Predictive Policing and the Ethics of Preemption

In Ben Jones & Eduardo Mendieta (eds.), The Ethics of Policing: New Perspectives on Law Enforcement. New York: NYU Press (2021)
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The American justice system, from police departments to the courts, is increasingly turning to information technology for help identifying potential offenders, determining where, geographically, to allocate enforcement resources, assessing flight risk and the potential for recidivism amongst arrestees, and making other judgments about when, where, and how to manage crime. In particular, there is a focus on machine learning and other data analytics tools, which promise to accurately predict where crime will occur and who will perpetrate it. Activists and academics have begun to raise critical questions about the use of these tools in policing contexts. In this chapter, I review the emerging critical literature on predictive policing and contribute to it by raising ethical questions about the use of predictive analytics tools to identify potential offenders. Drawing from work on the ethics of profiling, I argue that the much-lauded move from reactive to preemptive policing can mean wrongfully generalizing about individuals, making harmful assumptions about them, instrumentalizing them, and failing to respect them as full ethical persons. I suggest that these problems stem both from the nature of predictive policing tools and from the sociotechnical contexts in which they are implemented...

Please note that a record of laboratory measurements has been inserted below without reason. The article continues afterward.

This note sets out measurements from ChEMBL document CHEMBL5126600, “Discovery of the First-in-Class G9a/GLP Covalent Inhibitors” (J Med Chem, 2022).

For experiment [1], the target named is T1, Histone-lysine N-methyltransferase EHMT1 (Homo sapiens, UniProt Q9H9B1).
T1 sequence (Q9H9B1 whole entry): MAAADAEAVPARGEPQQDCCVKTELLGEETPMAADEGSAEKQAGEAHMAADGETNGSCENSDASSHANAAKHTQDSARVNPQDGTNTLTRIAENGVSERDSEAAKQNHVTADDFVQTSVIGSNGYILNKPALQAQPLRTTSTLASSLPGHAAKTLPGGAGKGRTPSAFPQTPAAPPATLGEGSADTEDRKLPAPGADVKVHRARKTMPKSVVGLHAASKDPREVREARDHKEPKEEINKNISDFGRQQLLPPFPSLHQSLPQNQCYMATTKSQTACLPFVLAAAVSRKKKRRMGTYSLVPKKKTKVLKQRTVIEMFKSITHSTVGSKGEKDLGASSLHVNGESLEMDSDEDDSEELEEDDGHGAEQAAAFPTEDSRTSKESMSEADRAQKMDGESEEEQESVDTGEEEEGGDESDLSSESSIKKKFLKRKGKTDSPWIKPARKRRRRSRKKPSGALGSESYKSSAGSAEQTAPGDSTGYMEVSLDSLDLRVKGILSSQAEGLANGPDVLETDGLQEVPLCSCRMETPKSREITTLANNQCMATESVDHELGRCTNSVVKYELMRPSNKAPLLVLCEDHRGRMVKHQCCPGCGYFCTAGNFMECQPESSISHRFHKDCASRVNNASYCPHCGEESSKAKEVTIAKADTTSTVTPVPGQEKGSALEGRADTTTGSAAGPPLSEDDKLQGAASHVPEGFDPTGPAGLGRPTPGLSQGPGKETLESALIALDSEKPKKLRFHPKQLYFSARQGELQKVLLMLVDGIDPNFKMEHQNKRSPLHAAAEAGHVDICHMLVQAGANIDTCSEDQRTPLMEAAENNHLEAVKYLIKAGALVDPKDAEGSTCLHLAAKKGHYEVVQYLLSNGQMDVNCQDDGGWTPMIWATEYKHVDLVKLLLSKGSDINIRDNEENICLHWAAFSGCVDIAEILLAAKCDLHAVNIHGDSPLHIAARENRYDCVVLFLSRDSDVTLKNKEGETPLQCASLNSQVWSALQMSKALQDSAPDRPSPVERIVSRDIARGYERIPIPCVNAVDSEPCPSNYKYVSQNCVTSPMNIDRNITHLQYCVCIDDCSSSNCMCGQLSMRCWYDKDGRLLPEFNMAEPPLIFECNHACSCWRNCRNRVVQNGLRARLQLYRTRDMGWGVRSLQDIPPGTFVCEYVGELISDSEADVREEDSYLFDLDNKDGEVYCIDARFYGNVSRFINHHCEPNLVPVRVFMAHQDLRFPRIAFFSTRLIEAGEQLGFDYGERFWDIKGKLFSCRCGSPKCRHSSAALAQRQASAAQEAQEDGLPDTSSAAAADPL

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Daniel Susser
Cornell University

References found in this work

Reassembling the Social: An Introduction to the Actor-Network Theory.Bruno Latour - 2005 - Oxford, England and New York, NY, USA: Oxford University Press.
Do artifacts have politics?Langdon Winner - 1980 - Daedalus 109 (1):121--136.
Racial Profiling.Mathias Risse & Richard Zeckhauser - 2004 - Philosophy and Public Affairs 32 (2):131-170.

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